FRANKFORT — Former Miss America Heather French Henry, who has been active in veterans' issues, will become commissioner of Kentucky's Department of Veterans Affairs on July 1.
Henry, 39, will replace former U.S. Rep. Ken Lucas, who has been asked by Gov. Steve Beshear to work on a part-time basis to oversee completion of the construction of the state's fourth veterans' nursing home in Radcliff. It is expected to open in September 2015.
Lucas, 80, was appointed commissioner in 2009 by Beshear. His current annual salary is $89,250, but he will start receiving part-time pay at the same hourly rate with no benefits.
Henry's salary will start at $85,000, with a 5 percent raise in six months.
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Henry is married to former Lt. Gov. Steve Henry, a Louisville orthopedic surgeon.
In making the appointment Friday, Beshear said, "Heather is highly motivated and has vast experience assisting and creating programs for veterans throughout the commonwealth and the nation.
"As the department's new commissioner, she will continue our mission to raise awareness and offer services to our veterans."
Henry, who was raised in Maysville, won the Miss America 2000 title in September 1999.
Her Miss America platform initially focused on homeless veterans, but she soon became a multifaceted veterans advocate and has received numerous awards for her work.
Her inspiration was her father, Ronnie French, a wounded Vietnam War veteran.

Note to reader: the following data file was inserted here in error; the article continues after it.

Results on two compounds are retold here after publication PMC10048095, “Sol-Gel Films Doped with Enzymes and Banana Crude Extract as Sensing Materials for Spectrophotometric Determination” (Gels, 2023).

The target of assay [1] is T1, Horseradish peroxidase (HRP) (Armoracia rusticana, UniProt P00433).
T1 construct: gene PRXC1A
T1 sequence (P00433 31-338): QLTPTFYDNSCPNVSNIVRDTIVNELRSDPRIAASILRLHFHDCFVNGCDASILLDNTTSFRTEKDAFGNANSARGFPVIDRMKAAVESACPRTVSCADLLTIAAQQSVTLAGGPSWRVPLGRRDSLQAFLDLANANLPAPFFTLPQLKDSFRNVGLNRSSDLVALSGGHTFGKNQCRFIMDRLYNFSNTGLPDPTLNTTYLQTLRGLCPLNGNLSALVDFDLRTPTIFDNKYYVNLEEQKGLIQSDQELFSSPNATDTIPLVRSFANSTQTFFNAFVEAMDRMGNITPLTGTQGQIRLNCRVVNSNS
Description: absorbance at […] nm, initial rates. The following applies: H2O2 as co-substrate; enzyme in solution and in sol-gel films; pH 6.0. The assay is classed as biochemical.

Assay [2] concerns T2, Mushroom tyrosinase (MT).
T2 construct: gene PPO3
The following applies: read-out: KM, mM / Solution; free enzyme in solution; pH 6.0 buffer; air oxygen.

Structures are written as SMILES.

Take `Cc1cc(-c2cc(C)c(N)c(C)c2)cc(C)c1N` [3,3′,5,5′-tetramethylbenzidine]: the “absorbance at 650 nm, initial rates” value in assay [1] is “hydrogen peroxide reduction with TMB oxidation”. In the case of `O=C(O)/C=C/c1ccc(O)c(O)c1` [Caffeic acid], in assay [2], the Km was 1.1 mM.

Henry started the Heather French Foundation for Veterans in December 1999. Her foundation partners with public and private organizations to assist veterans and their families.
In 2001, the U.S. Congress passed the Heather French Henry Homeless Veterans Assistance Act, bipartisan legislation focusing on the eradication of homelessness among veterans nationwide, especially homeless female veterans.
"Honoring our veterans has been and will always be my life's mission, and I am honored that I can serve them in this way," Henry said in a statement.
In an interview, Henry said it's too early to say what reorganization might occur in the department.
Often mentioned as a political candidate, Henry was asked if she has any political aspirations.
"Right now I will focus all my energy on the department," she said. "I can't get involved in politics."
The Kentucky Department of Veterans Affairs, established in 1998 by then-Gov. Paul Patton, helps veterans and their families obtain all federal, state and local benefits they have earned.
It offers free services and benefits counseling, provides representation before the U.S. Department of Veterans Affairs during formal and informal hearings and operates three veterans nursing homes.
It has opened four state veterans cemeteries and is planning a fifth, possibly in Leslie County. In 2004, the department established a program to help homeless veterans.
The department's annual budget is about $52 million, and it has about 800 employees.